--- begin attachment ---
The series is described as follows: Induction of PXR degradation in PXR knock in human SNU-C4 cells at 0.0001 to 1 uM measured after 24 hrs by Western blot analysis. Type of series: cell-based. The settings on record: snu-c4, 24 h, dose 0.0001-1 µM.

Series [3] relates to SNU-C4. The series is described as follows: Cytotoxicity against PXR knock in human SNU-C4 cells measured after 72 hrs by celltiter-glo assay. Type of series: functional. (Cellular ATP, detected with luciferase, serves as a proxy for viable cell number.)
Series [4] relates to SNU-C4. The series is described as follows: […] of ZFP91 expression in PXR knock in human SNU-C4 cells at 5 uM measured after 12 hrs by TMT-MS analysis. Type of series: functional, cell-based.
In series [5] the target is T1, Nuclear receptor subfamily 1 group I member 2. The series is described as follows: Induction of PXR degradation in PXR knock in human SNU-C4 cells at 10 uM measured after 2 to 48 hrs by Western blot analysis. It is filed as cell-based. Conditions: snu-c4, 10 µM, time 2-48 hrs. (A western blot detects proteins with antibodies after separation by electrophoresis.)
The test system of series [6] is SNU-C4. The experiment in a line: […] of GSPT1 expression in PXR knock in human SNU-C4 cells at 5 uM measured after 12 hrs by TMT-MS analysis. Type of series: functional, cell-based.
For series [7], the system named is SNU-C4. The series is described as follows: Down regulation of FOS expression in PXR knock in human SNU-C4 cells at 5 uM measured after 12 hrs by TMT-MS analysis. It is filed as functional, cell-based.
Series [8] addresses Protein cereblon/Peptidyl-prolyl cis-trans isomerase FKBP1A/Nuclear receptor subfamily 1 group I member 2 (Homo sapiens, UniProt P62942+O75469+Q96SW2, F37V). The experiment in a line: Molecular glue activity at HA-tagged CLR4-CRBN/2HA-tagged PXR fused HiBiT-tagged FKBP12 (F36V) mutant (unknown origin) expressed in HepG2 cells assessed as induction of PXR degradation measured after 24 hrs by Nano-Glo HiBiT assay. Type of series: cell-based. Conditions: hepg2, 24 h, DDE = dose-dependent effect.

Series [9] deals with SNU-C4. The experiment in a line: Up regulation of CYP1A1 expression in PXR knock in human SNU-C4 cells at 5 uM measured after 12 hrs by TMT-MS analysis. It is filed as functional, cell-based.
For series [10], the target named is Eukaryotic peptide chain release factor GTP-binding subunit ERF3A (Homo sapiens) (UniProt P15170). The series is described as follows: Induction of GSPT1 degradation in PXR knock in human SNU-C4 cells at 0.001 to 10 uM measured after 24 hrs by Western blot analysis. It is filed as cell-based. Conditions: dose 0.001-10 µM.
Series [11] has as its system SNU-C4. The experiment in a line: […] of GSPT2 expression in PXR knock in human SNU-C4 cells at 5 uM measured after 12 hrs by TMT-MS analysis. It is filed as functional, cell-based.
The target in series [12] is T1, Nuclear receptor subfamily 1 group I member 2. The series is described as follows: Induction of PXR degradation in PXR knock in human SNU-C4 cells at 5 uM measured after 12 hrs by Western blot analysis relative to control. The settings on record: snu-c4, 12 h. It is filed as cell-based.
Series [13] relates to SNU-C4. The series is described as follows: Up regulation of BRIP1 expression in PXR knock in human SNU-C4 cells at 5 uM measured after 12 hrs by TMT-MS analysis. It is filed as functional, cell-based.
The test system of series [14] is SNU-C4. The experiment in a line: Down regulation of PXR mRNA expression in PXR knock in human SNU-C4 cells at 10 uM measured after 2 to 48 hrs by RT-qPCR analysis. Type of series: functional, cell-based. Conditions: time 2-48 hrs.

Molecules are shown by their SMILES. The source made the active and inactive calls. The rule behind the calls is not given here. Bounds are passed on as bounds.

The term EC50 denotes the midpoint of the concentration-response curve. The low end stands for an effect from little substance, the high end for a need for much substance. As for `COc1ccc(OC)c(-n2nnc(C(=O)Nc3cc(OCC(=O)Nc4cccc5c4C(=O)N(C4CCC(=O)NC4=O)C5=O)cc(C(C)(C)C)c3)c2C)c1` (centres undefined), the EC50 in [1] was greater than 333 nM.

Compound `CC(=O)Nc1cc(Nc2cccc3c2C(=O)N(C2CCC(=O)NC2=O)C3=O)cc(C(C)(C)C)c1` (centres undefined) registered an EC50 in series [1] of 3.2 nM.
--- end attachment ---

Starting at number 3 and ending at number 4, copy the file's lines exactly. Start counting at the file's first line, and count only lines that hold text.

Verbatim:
Series [4] relates to SNU-C4. The series is described as follows: […] of ZFP91 expression in PXR knock in human SNU-C4 cells at 5 uM measured after 12 hrs by TMT-MS analysis. Type of series: functional, cell-based.
In series [5] the target is T1, Nuclear receptor subfamily 1 group I member 2. The series is described as follows: Induction of PXR degradation in PXR knock in human SNU-C4 cells at 10 uM measured after 2 to 48 hrs by Western blot analysis. It is filed as cell-based. Conditions: snu-c4, 10 µM, time 2-48 hrs. (A western blot detects proteins with antibodies after separation by electrophoresis.)